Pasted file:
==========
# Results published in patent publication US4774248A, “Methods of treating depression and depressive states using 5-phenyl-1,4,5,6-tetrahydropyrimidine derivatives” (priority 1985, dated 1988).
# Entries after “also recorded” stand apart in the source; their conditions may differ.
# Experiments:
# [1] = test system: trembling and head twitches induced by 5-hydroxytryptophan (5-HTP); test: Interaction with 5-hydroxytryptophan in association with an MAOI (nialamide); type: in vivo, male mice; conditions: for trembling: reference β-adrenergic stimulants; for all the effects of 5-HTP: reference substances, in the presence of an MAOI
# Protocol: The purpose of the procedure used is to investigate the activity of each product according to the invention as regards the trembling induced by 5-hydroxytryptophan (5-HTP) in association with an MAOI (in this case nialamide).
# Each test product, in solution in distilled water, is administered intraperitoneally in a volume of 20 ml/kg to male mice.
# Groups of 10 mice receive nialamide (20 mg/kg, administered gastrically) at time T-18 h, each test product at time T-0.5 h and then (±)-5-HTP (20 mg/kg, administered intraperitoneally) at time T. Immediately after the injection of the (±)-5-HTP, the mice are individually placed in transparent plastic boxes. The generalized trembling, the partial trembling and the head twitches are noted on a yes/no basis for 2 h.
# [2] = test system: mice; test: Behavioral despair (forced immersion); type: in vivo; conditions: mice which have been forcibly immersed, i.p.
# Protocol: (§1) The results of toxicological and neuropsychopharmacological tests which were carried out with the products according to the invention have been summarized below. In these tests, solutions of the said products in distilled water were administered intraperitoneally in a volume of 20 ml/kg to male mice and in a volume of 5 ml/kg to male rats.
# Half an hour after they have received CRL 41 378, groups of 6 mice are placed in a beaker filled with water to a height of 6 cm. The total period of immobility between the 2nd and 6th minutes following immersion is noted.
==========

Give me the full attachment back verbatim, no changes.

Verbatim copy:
# Results published in patent publication US4774248A, “Methods of treating depression and depressive states using 5-phenyl-1,4,5,6-tetrahydropyrimidine derivatives” (priority 1985, dated 1988).
# Entries after “also recorded” stand apart in the source; their conditions may differ.
# Experiments:
# [1] = test system: trembling and head twitches induced by 5-hydroxytryptophan (5-HTP); test: Interaction with 5-hydroxytryptophan in association with an MAOI (nialamide); type: in vivo, male mice; conditions: for trembling: reference β-adrenergic stimulants; for all the effects of 5-HTP: reference substances, in the presence of an MAOI
# Protocol: The purpose of the procedure used is to investigate the activity of each product according to the invention as regards the trembling induced by 5-hydroxytryptophan (5-HTP) in association with an MAOI (in this case nialamide).
# Each test product, in solution in distilled water, is administered intraperitoneally in a volume of 20 ml/kg to male mice.
# Groups of 10 mice receive nialamide (20 mg/kg, administered gastrically) at time T-18 h, each test product at time T-0.5 h and then (±)-5-HTP (20 mg/kg, administered intraperitoneally) at time T. Immediately after the injection of the (±)-5-HTP, the mice are individually placed in transparent plastic boxes. The generalized trembling, the partial trembling and the head twitches are noted on a yes/no basis for 2 h.
# [2] = test system: mice; test: Behavioral despair (forced immersion); type: in vivo; conditions: mice which have been forcibly immersed, i.p.
# Protocol: (§1) The results of toxicological and neuropsychopharmacological tests which were carried out with the products according to the invention have been summarized below. In these tests, solutions of the said products in distilled water were administered intraperitoneally in a volume of 20 ml/kg to male mice and in a volume of 5 ml/kg to male rats.
# Half an hour after they have received CRL 41 378, groups of 6 mice are placed in a beaker filled with water to a height of 6 cm. The total period of immobility between the 2nd and 6th minutes following immersion is noted.